For businesses that are below the threshold of a £3 million payroll there is no apprenticeship levy and there is financial help for both taking on and training apprentices. There is a £1000 incentive payment for taking on an apprentice.

Then, depending on the size of your business, you pay just 5% towards the cost of training and assessing an apprentice and the government will pay the rest up to the funding band maximum.

If you employ fewer than 50 employees, the government will pay 100% of the apprenticeship training costs up to the funding band maximum for apprentices aged 16 to 18 or 19 to 24 with an education, health and care plan provided by their local authority or has been in the care of their local authority.

You must pay them the national minimum wage for their age group but if they are under 25 and on an approved Government apprenticeship scheme you don’t pay NI.

The FSB has a lot of useful information on its website to help smaller employer considering the apprenticeship route.

Thinking longer term could be a good way of protecting your business and preparing it for future growth.

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Employees

The post-Covid restriction dilemma for bosses and employees

Restrictions may have been lifted but Covid levels in the community are still high and this can cause problems for both employer and their employees.

If someone contracts Covid the advice still is to self-isolate for at least five days.

However, this could result in employees losing three days of the statutory sick pay available from the Government, leaving them with just two days sick pay if they abide by the rules. SSP in the UK is just £96.35 per week.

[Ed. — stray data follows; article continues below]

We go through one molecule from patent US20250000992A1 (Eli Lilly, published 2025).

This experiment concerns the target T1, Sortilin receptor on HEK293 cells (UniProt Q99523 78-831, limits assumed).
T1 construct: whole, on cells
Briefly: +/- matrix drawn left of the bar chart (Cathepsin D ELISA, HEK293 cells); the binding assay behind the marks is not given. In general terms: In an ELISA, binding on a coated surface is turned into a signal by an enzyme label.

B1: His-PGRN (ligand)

To make matters worse, lateral flow tests are no longer free, so there is also a risk that someone with mild symptoms that are similar to a cold may not test themselves at all, carrying on working and risking spread of the illness to other colleagues.

In a previous post we advised employers to complete a health and safety risk assessment that includes the risk from COVID-19, provide adequate ventilation, clean more often and to ask people with COVID-19 or any of the main COVID-19 symptoms to stay away and enable them to work remotely.

But is there more employers can do to protect their businesses and their workforce in this situation?

Here are a couple of suggestions:

Firstly, employers can protect their workforce and help individuals to isolate if necessary by buying stocks of Lateral Flow Tests and making them available to employees.

Secondly, if they have a workplace sickness scheme, it may be worth introducing sickness pay from day one in the specific case of a Covid infection.

The benefits are obvious albeit you may have to pay a little to reap them.  

It will encourage employees to do the right thing while protecting their income.

It will protect the rest of the workforce and ensure minimal disruption to production and at the same time will send out a message to employees that you do value them and care about their welfare.

Given the difficulties businesses are having in recruiting and retaining staff, it will help you to keep loyal employees.